Now as I wrote earlier, pretty much everybody is miscast in this thing. Costner is gruff, grizzled, and reliable so I'll give him a pass. He almost saves the movie because he kicks some serious butt in the fight scenes (Liam Neeson style a la Taken). That leaves me with Amber Heard, Connie Nielsen, and Hailee Steinfeld. Heard playing Costner's colleague and I guess boss, looks like a goth teenager. At the beginning of "Days" she comes off as a goody-goody when initially meeting with some CIA executives. With almost no explanation, she's in the next scene chain-smoking, driving like a maniac in some expensive car, talking completely different, and giving Cosnter's Runner orders. Added to that, as I left the theater I thought to myself, does she really need him to carry out her dirty work? I mean she has a gun, works for the same organization, and probably could have done all of the killing by herself. Oh well at least she emotes better than Connie Nielsen who phones it in as Runner's wife. Nielsen has the silliest dialogue out of everyone so maybe it's not her fault. One minute she's mad at her estranged hubby and the next minute she's laughing with him. That then brings me to Costner's character's daughter who acts the same way. Hailee Steinfeld, who was so brilliant in 2010's True Grit, gives a one note performance here consisting of short line readings and multiple mood swings. I know she plays a teenager but gimme a break. Watching her in this flick made me wonder if her "Grit" Academy Award nom was really just a one hit wonder. As for the bad guys in 3 Days to Kill, you never really see them and they barely speak. One of them has a shaved head and looks creepy (character's name is The Albino and he's played by Tomas Lemarquis). The other one (Richard Sammel as "The Wolf") just looks creepy. They don't get a lot of screen time due to the side plot involving Costner's father/daughter relationship. Plus, they're are not really that menacing. They're just you know, there.

Overall, the once reclusive Kevin Costner is now bent on appearing in everything these days (three movies released in the last seven months with a fourth one on the way). His latest effort is not entirely a bad film, but it's not necessarily a good one either. If you have "3 days to kill" (ha ha), then there is no harm in checking it out. Just know that after you take in a viewing, you'll probably forget about what you saw in less than "3" hours.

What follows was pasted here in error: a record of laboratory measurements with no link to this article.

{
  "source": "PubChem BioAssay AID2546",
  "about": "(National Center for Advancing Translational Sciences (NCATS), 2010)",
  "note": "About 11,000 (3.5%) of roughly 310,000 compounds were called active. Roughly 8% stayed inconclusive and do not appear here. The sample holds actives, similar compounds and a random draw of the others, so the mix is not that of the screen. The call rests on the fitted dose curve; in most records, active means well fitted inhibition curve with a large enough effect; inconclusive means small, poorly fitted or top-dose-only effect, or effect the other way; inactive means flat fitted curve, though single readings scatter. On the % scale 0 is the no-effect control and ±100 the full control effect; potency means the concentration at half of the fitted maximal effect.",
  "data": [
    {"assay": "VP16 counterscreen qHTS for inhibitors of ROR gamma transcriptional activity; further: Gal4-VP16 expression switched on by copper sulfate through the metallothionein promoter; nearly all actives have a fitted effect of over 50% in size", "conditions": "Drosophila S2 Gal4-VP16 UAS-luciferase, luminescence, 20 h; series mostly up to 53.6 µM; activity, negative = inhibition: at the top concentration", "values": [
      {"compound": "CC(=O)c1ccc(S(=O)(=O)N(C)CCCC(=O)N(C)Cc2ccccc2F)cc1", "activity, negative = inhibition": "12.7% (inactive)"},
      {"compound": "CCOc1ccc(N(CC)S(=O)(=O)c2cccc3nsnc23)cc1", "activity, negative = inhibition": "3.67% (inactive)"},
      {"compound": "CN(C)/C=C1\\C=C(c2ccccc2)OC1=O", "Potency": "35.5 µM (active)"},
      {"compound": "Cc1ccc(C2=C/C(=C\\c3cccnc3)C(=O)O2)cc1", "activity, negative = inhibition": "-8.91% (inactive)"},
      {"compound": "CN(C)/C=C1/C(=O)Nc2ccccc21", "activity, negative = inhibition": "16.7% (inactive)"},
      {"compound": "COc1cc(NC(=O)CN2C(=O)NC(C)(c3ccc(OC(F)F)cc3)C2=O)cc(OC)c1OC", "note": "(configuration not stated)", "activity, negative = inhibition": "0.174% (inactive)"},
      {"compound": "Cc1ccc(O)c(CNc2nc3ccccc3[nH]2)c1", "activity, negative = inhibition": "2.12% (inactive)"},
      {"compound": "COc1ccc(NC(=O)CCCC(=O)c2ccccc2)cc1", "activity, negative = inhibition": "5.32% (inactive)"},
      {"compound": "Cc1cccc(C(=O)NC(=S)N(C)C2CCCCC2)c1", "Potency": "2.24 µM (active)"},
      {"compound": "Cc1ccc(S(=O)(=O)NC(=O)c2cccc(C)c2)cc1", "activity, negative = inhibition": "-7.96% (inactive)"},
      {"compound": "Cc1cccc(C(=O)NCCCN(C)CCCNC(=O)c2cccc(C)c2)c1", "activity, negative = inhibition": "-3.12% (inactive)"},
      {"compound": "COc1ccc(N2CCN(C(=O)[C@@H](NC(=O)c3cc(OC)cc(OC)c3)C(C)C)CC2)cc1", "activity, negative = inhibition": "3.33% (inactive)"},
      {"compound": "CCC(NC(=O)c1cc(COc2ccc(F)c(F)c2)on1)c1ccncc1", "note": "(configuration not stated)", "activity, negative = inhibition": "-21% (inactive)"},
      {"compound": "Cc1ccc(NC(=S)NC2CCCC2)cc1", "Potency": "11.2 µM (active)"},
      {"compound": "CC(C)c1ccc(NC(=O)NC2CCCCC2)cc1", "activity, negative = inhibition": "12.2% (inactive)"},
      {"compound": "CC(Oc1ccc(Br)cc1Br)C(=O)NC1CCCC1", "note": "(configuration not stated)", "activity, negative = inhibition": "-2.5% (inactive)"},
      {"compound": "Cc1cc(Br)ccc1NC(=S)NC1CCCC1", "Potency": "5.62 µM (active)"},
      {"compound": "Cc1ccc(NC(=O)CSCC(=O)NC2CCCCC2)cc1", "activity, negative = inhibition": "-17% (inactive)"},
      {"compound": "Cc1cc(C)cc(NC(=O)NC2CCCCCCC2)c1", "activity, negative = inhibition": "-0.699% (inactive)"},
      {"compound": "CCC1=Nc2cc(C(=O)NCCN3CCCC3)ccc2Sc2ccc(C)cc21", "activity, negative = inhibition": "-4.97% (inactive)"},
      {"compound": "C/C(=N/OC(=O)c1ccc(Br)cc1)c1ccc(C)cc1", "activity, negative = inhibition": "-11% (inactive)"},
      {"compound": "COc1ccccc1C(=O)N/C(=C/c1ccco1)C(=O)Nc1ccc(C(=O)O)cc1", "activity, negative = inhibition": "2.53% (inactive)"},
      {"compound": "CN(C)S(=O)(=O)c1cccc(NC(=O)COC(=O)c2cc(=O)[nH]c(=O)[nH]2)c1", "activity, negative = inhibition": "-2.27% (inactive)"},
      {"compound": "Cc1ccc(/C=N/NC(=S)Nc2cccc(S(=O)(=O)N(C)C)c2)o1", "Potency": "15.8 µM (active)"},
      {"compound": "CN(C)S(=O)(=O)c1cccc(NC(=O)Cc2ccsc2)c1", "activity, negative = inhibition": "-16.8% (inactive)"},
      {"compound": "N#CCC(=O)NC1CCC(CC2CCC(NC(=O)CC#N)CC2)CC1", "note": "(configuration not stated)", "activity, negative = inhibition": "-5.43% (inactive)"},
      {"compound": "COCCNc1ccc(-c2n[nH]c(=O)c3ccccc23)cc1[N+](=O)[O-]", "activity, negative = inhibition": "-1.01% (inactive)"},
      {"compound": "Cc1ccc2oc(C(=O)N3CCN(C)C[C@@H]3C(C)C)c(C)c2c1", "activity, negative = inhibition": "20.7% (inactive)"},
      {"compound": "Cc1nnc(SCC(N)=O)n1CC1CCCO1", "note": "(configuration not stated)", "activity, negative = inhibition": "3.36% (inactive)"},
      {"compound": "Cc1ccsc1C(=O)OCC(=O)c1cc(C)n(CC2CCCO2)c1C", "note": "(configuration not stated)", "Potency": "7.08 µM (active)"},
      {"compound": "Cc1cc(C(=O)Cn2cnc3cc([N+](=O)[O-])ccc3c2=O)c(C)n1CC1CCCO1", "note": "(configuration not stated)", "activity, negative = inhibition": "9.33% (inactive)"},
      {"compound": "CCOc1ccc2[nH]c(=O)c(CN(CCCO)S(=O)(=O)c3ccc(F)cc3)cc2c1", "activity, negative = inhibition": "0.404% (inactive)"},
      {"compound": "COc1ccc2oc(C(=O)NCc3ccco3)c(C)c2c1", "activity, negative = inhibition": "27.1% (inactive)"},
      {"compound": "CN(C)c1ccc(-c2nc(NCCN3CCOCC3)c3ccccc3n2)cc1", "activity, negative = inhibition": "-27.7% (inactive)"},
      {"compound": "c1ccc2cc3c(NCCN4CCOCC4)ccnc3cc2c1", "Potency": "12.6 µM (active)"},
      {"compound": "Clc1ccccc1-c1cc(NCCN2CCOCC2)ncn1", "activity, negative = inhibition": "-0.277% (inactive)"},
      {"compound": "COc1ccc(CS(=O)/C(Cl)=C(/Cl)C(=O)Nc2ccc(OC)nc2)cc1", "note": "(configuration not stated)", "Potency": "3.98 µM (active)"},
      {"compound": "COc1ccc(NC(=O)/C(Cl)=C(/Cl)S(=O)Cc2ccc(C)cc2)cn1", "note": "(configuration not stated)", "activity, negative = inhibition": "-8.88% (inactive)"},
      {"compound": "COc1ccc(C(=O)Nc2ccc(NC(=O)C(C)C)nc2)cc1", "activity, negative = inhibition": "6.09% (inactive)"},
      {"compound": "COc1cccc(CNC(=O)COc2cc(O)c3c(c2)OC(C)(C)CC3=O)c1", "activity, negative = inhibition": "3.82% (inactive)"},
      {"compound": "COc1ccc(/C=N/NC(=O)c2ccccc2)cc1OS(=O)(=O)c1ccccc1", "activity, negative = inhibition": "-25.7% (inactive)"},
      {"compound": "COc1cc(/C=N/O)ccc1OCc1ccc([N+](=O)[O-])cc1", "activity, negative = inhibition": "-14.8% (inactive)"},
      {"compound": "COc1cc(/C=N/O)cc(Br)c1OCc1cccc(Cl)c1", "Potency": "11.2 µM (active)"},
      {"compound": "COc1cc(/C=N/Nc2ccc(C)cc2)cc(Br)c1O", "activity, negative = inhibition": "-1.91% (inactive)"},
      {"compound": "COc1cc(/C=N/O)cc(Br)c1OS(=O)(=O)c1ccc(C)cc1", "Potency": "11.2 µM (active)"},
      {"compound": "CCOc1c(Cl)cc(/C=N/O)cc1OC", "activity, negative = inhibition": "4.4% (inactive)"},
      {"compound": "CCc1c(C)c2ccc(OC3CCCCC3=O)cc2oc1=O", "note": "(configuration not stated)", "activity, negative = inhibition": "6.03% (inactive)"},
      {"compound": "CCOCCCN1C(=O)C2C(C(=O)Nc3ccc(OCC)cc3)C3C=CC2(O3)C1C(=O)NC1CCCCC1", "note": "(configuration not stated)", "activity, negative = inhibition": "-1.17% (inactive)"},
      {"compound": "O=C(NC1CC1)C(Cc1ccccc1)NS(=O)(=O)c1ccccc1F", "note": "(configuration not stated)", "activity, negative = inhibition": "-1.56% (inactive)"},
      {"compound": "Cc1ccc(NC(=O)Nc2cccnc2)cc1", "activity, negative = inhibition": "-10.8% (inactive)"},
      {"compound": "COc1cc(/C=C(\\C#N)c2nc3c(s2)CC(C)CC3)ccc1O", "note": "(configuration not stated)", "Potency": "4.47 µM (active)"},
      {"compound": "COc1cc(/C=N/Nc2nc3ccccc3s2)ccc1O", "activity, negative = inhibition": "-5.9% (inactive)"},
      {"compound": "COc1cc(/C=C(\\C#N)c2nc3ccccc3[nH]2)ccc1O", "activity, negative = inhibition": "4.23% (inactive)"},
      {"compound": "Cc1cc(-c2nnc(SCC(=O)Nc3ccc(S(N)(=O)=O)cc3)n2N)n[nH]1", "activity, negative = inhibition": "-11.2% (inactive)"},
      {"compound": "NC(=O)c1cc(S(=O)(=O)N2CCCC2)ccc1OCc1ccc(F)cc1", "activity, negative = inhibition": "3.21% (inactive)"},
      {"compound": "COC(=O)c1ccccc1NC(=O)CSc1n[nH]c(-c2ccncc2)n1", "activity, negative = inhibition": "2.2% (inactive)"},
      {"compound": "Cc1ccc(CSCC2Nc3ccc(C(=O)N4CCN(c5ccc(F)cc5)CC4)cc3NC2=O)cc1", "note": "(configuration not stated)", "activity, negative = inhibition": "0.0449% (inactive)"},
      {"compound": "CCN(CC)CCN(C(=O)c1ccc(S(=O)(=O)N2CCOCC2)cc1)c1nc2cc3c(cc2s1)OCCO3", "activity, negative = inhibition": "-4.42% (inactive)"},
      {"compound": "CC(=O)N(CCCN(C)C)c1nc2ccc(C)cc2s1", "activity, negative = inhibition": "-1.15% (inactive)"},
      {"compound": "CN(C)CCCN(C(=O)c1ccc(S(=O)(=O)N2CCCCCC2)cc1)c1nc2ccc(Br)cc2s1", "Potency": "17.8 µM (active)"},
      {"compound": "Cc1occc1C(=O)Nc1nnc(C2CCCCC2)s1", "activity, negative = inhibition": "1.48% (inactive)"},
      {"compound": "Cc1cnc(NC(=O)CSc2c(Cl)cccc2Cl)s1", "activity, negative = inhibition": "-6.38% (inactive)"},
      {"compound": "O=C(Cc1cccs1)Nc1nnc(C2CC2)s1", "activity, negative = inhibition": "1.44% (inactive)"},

Written by Jesse Burleson

Tuesday, February 25, 2014

Turbo 2013 * * * Stars

TurboDirector: David Soren
Year: 2013
Rated PG
Rating: * * * Stars  (Click on rating link to see Cole's on site review)
Cast: Ryan Reynolds, Paul Giamatti, Samuel L. Jackson

Written by Cole Pollyea

“No dream is too big.” You hear that Dreamworks? That means that you can indeed make a film about a snail entering the Indy 500. Turbo is a movie that plays by its own rules, and doesn’t take any risks. However, the film boasts characteristics of originality; and that’s partly why it’s a movie I recommend. It is relatively expendable because anything could happen on its own terms; however, it doesn’t have too many recycled ideas (I won’t discuss the ending). Overall, this animated film is an entertaining under-dog story that will leave you and your family with a smile on your face, despite the fact that there isn’t much to think about after the credits roll.

Turbo is about Turbo, a race-car-driving-wannabe snail whose life is in the dumps at his home in the tomato plants. That’s basically all we get to know about the dreamer (unfortunately), so when he gets “transformed” into a super-speedy snail, he only focuses on being fast; and exercising his ability. He meets some friends along the way (including humans and snails), and they are voiced pretty well for the movie’s comedic and overall benefit.